What’s the only thing better than ribs?  Why, that would be… fried ribs!  These sirens called to us from the appetizer menu and offered us an unique opportunity to try something that we had never had before, and fell under what Boy called, “Fun things to do with slow cooked meat.”   For those eager to hear the rest of Boy’s list, you’ll just have to wait for a future post (way, way, way in the future).  On the outside, the ribs don’t look like anything special, almost like large french toast sticks, but the taste and the tenderness definitely benefit from the frying process.  The crunchiness of the crust gives way to a super tender rib and is accented by the house barbeque sauce drizzled on top.  Yea, we pretty much cleaned those things to the bone.  While you are on the appetizer menu, check out Mike’s brisket empanadas, a dish that epitomizes what he is doing at the restaurant. The juice of slow cooked shredded brisket soaks into empanada crust and is a tasty take on a food that was originally designed to be portable and convenient.  If I was at a fair or carnival, I would be walking around with a brown paper bag full of these things.  You can find some Grub Hut satellites at the Bridgewater Commons and at Somerset Patriots stadium, so if you can, grab a bag full there while your lady fills up with shopping bags.

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For the main course, Mike brought over a platter heavily laden with piles of meat: pulled chicken, pulled pork, shredded brisket, baby back ribs, spare ribs, carnitas, and sassafras chicken.  I’m not sure if such a thing of beauty is on the menu, but it should be, and it was exactly what Boy and I had pictured when a competition buddy of our recommended the place.  He had specifically told us that we need to try the carnitas, a Mexican pulled pork dish with a load of spices, and it was definitely awesome.  I came away thinking about how I might be able to try to recreate it at my own house for pork tacos with vinegar soaked cabbage or on nachos.  Both of us were also taken with the spare ribs.  Good amounts of meat with competition-quality tenderness, meaning that the entire rib did not pull away with the bite, but rather came away easily with only the shape of the teeth.  But for me, my favorite was the sassafras chicken, a leg quarter that is smoked over sassafras wood, an aromatic tree that is not often used for smoking.  The wood gave the chicken a taste a very distinctive taste.  Even with so many different choice of meats, I think that next time I come back, I need to get that one again.  And with all of the choices available, you could still go even further with the original sauces that the Hut has available.   Between the bourbon sauce (table favorite), salsa, Carolina mustard, vinegar mop sauce, and house barbeque, you can experiment with tastes and find a few favorites.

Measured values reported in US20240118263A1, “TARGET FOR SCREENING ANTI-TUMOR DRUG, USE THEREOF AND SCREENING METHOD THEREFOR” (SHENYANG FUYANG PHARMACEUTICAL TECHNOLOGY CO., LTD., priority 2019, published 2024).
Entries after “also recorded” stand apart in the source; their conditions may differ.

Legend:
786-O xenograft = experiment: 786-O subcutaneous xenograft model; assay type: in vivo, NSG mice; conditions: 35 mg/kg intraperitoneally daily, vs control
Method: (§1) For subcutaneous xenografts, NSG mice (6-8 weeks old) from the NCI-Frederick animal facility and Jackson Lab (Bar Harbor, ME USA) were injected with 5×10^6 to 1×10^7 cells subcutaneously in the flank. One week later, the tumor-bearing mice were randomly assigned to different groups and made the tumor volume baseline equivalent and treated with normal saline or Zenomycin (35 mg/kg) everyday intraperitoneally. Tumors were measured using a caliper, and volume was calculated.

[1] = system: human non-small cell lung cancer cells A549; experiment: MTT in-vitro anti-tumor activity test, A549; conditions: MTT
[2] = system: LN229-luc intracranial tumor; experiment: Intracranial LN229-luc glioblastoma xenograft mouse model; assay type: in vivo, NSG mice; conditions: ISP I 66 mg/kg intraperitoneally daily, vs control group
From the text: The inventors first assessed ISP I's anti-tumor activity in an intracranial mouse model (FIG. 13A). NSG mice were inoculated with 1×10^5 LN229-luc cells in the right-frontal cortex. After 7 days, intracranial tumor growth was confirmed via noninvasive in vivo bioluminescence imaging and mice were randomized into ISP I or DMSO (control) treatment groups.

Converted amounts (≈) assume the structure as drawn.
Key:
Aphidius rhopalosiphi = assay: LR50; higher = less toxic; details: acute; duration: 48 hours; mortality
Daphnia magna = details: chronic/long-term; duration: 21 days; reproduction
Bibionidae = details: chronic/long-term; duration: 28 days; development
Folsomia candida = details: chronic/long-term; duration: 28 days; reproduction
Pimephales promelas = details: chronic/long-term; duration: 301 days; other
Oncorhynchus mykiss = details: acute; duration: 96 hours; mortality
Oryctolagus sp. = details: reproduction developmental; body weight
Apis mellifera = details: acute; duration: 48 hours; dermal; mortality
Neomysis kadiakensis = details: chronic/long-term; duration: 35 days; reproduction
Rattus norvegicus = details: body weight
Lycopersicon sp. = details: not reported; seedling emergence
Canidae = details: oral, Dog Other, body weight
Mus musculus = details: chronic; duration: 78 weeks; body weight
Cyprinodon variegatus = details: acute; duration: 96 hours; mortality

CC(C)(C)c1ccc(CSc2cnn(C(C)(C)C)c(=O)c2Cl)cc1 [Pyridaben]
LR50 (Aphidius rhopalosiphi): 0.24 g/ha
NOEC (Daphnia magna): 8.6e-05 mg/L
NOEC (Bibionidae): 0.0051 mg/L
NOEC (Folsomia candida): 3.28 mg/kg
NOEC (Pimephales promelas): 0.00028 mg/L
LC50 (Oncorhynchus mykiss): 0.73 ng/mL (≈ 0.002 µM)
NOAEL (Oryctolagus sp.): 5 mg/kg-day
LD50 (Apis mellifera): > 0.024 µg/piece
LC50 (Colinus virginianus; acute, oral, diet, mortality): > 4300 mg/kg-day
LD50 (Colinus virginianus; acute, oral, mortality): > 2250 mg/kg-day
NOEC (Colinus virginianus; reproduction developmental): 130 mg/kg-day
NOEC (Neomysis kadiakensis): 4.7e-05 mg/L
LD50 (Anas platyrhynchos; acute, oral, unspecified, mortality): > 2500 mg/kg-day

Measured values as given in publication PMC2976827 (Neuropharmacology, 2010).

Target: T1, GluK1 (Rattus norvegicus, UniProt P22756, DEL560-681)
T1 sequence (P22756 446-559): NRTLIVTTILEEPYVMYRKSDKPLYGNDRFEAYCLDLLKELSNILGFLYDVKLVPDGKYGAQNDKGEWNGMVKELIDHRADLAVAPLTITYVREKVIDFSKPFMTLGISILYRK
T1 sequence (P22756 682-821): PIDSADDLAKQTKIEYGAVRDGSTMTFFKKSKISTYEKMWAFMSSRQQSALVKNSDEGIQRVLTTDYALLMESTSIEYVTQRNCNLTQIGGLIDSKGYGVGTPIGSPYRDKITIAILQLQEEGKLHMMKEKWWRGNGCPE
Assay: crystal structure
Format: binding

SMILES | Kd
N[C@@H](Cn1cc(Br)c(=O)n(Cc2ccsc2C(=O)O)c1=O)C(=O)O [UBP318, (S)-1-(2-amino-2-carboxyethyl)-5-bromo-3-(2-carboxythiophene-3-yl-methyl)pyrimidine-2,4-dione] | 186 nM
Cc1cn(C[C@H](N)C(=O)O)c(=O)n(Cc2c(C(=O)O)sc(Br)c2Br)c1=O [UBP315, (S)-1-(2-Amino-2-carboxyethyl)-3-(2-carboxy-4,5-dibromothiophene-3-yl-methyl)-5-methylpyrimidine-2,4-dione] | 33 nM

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So if you are planning your own New Jersey barbeque walkabout, or want everyone in the family to find something that they like while you partake in the BBQ, include the Grub Hut in your travels.  Bring a bottle of wine or some beer (still want to do a post on pairing wine and beer with bbq), talk with Mike, and enjoy the food and atmosphere.  When you have a chef that loves to eat what they cook, chances are that you find new things to eat every time.